|Courtesy of www.Mark-Rothko.org|
Rothko invited many of the New York art world elite to his studio to view his latest, and what would be his last, series of paintings, the Black on Grays. While the event was mainly shrouded in silence, it was thought by some that these were premonitions of his death. Others thought that with the prevalence of lunar images in popular culture that they were interpretations of moon landscapes, while others thought they were paintings of photographs taken at night.
In general, they were not taken very seriously, which was devastating to Rothko, but also affirming, as he often felt that the interior world of his paintings were comprehensible to him alone. The Black on Grays were painted directly on white canvas and lacked the usual underpainting which Rothko liked to "paint against."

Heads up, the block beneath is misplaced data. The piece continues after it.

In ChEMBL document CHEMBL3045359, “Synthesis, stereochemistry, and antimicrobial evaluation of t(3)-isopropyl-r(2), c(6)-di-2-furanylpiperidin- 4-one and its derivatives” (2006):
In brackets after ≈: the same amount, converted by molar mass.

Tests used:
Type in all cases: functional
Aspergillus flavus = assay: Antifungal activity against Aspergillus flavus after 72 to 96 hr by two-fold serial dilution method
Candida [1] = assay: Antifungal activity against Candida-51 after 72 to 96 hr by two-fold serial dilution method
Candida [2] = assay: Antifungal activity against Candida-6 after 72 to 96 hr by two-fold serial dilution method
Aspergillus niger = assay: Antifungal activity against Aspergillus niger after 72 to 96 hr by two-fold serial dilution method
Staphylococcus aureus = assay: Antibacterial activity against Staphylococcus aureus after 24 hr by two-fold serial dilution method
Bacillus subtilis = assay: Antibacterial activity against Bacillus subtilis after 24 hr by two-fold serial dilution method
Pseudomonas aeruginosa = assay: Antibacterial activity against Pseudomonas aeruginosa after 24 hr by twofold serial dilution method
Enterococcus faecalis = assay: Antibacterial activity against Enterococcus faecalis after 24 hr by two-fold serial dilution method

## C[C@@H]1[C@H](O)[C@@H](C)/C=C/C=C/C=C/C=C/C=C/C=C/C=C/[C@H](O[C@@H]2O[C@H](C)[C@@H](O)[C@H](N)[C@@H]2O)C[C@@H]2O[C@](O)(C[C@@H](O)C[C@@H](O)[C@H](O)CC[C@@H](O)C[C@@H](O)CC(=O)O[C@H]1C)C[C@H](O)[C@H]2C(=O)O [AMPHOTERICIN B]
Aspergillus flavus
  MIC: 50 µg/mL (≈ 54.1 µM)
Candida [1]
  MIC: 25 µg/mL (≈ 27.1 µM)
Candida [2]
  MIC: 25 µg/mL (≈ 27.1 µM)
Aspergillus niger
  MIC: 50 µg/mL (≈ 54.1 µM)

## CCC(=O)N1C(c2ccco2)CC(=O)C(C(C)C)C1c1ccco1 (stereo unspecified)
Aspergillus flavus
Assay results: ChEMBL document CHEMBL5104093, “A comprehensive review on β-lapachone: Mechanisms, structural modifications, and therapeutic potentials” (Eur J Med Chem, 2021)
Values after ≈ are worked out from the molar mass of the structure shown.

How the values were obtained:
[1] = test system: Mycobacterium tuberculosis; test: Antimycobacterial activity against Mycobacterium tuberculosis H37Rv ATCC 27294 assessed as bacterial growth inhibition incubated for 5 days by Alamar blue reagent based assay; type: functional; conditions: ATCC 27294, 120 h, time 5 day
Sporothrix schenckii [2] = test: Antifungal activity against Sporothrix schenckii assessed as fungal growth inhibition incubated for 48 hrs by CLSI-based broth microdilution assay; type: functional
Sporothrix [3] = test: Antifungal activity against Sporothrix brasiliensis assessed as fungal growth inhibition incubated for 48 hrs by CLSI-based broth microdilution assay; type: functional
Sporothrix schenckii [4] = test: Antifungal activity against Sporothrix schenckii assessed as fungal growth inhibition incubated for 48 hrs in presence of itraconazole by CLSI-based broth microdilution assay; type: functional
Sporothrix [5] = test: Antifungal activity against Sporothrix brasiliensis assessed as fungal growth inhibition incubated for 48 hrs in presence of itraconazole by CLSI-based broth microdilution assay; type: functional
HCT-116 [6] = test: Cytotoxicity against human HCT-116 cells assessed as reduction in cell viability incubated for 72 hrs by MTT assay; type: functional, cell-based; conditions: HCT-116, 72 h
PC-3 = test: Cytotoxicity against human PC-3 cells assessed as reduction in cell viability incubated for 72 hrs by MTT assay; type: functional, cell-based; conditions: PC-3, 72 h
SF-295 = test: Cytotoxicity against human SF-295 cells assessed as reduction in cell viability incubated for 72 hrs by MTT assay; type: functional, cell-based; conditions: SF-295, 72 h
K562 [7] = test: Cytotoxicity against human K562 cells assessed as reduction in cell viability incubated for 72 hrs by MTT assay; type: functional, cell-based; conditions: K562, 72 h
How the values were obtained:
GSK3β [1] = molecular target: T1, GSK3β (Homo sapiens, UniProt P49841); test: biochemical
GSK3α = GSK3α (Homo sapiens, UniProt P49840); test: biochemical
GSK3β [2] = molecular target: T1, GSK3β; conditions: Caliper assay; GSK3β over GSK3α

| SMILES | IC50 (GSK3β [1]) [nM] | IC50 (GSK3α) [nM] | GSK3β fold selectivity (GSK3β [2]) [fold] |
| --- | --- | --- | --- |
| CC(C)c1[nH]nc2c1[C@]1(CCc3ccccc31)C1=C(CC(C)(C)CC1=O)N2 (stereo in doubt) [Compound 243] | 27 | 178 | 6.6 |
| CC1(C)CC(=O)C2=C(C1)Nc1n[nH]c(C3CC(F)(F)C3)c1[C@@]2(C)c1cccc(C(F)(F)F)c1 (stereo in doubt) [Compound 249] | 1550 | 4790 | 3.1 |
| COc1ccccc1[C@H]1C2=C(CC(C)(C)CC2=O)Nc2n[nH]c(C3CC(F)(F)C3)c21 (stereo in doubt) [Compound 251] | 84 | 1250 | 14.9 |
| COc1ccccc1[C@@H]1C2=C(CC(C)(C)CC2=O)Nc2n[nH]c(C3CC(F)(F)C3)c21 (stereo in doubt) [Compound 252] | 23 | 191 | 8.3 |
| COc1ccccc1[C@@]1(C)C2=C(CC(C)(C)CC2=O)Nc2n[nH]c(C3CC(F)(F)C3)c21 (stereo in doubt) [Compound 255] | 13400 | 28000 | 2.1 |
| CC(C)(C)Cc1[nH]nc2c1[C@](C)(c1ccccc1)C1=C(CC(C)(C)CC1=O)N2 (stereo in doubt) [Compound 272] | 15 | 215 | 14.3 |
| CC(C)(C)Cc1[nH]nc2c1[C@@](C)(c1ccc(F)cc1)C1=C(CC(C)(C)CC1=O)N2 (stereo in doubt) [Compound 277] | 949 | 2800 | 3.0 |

|Photo of Untitled, Black on Gray, 1969|
Working in two registers only, Rothko severely restricted the colors and scaled down the canvas to a more approachable and intimate size. The extreme contrast of light and dark evokes a sadness that played out like a psychological drama, both mythic and tragic.